Of the 247,249 people included, 9,979 (4%) were diagnosed with Covid-19 between February 2020 and August 2021. Overall, volunteers diagnosed with Covid-19 were more likely to have depression and poorer sleep quality compared to individuals who were never diagnosed. There were no overall differences between volunteers with or without Covid-19 in the rates of anxiety or Covid-related distress.
People diagnosed with Covid-19, but never bedridden due to their illness, were less likely to experience symptoms of depression and anxiety than those not diagnosed with Covid-19. The authors state that one explanation for this is could be that the return to normal lives is a relief for these individuals. However, those still not infected are still anxious about the risk of infection and being burdened by social isolation.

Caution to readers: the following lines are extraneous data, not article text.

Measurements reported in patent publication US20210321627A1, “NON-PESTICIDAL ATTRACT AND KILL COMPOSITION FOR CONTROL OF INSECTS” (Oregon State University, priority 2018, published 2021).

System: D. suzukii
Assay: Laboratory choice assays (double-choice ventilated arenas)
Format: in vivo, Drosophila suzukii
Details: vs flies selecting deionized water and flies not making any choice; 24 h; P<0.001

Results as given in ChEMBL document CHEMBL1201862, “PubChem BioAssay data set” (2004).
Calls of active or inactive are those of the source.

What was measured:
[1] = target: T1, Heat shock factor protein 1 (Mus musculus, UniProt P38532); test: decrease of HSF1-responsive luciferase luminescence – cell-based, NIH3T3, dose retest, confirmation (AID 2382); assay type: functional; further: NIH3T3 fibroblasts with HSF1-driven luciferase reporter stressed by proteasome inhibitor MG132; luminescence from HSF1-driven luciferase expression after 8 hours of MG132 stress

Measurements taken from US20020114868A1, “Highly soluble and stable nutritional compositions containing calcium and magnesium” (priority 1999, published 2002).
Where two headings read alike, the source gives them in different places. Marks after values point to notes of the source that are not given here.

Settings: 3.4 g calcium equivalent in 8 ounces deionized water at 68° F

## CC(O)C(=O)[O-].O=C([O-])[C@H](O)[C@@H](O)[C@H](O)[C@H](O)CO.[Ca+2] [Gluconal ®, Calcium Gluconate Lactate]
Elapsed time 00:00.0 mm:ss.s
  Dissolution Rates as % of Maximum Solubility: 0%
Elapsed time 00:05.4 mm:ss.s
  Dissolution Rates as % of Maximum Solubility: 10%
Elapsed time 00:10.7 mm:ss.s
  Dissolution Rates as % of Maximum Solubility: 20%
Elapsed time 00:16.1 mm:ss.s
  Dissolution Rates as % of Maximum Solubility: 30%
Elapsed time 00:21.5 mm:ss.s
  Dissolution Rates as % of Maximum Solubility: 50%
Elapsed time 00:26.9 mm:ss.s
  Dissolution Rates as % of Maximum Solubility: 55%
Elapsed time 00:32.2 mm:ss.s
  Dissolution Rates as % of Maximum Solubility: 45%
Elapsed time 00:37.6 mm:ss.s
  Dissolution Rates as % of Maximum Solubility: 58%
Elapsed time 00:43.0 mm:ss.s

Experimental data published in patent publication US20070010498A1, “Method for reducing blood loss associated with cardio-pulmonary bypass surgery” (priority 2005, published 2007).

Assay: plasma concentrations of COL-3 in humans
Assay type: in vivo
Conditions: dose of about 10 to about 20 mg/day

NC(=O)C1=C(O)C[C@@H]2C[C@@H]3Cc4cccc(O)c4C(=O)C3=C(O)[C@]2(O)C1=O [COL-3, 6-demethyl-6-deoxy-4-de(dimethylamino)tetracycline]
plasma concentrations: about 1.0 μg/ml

The research found a clear reduction in some mental health symptoms such as depression and Covid-19 related distress with time. By contrast, being bedridden for longer was consistently linked with a higher chance of mental health effects. Over 16 months, patients who were bedridden for seven days or more continued to be 50-60% more likely to experience more depression and anxiety compared to people never infected during the study period.
Our research is among the first to explore mental health symptoms after a serious Covid-19 illness in the general population up to 16 months after diagnosis. It suggests that mental health effects aren’t equal for all Covid-19 patients and that time spent bedridden is a key factor in determining the severity of the impacts on mental health. As we enter the third year of the pandemic, increased clinical vigilance of adverse mental health among the proportion of patients with a severe acute disease of Covid-19 and follow-up studies beyond the first year after infections are critical to ensure timely access to care.